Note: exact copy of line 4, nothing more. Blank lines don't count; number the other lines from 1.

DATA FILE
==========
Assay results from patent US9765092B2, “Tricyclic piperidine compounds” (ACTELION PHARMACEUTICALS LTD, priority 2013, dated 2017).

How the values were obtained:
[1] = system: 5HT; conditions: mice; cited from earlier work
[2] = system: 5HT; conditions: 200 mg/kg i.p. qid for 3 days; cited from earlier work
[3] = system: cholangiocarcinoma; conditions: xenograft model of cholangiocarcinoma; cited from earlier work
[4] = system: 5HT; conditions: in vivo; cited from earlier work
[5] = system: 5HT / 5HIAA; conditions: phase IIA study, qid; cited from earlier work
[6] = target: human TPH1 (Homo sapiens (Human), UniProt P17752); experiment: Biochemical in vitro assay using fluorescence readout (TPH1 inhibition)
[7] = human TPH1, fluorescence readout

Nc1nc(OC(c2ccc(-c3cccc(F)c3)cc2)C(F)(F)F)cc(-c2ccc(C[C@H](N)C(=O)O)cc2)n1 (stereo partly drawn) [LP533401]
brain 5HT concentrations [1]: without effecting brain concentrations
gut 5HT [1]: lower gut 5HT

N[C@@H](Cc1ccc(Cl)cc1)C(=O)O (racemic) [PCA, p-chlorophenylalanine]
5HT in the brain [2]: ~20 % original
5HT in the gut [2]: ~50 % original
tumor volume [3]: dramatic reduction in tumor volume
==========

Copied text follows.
[2] = system: 5HT; conditions: 200 mg/kg i.p. qid for 3 days; cited from earlier work